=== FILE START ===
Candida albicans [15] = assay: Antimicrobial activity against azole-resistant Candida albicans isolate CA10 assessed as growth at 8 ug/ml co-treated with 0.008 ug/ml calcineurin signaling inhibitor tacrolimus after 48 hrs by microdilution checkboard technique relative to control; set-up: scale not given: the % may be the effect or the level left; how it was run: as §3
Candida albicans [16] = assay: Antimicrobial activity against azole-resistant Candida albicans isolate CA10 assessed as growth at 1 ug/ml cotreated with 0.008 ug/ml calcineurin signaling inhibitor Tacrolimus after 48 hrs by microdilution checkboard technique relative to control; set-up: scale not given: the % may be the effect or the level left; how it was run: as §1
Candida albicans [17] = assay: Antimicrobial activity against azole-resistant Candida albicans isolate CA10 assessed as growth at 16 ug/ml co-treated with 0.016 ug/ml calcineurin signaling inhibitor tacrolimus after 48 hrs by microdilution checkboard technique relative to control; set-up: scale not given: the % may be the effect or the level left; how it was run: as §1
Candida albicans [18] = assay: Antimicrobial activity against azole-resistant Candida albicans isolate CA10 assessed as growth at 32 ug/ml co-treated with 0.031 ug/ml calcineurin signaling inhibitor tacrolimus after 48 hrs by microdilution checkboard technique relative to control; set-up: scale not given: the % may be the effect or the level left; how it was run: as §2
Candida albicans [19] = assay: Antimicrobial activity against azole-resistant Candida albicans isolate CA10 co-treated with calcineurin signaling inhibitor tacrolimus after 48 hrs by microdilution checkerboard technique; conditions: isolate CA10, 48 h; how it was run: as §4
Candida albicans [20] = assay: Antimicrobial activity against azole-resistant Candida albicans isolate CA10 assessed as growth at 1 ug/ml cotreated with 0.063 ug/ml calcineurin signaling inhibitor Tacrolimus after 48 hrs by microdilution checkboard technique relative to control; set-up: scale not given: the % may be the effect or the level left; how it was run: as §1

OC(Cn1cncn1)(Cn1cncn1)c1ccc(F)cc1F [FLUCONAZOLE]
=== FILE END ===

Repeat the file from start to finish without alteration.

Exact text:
Candida albicans [15] = assay: Antimicrobial activity against azole-resistant Candida albicans isolate CA10 assessed as growth at 8 ug/ml co-treated with 0.008 ug/ml calcineurin signaling inhibitor tacrolimus after 48 hrs by microdilution checkboard technique relative to control; set-up: scale not given: the % may be the effect or the level left; how it was run: as §3
Candida albicans [16] = assay: Antimicrobial activity against azole-resistant Candida albicans isolate CA10 assessed as growth at 1 ug/ml cotreated with 0.008 ug/ml calcineurin signaling inhibitor Tacrolimus after 48 hrs by microdilution checkboard technique relative to control; set-up: scale not given: the % may be the effect or the level left; how it was run: as §1
Candida albicans [17] = assay: Antimicrobial activity against azole-resistant Candida albicans isolate CA10 assessed as growth at 16 ug/ml co-treated with 0.016 ug/ml calcineurin signaling inhibitor tacrolimus after 48 hrs by microdilution checkboard technique relative to control; set-up: scale not given: the % may be the effect or the level left; how it was run: as §1
Candida albicans [18] = assay: Antimicrobial activity against azole-resistant Candida albicans isolate CA10 assessed as growth at 32 ug/ml co-treated with 0.031 ug/ml calcineurin signaling inhibitor tacrolimus after 48 hrs by microdilution checkboard technique relative to control; set-up: scale not given: the % may be the effect or the level left; how it was run: as §2
Candida albicans [19] = assay: Antimicrobial activity against azole-resistant Candida albicans isolate CA10 co-treated with calcineurin signaling inhibitor tacrolimus after 48 hrs by microdilution checkerboard technique; conditions: isolate CA10, 48 h; how it was run: as §4
Candida albicans [20] = assay: Antimicrobial activity against azole-resistant Candida albicans isolate CA10 assessed as growth at 1 ug/ml cotreated with 0.063 ug/ml calcineurin signaling inhibitor Tacrolimus after 48 hrs by microdilution checkboard technique relative to control; set-up: scale not given: the % may be the effect or the level left; how it was run: as §1

OC(Cn1cncn1)(Cn1cncn1)c1ccc(F)cc1F [FLUCONAZOLE]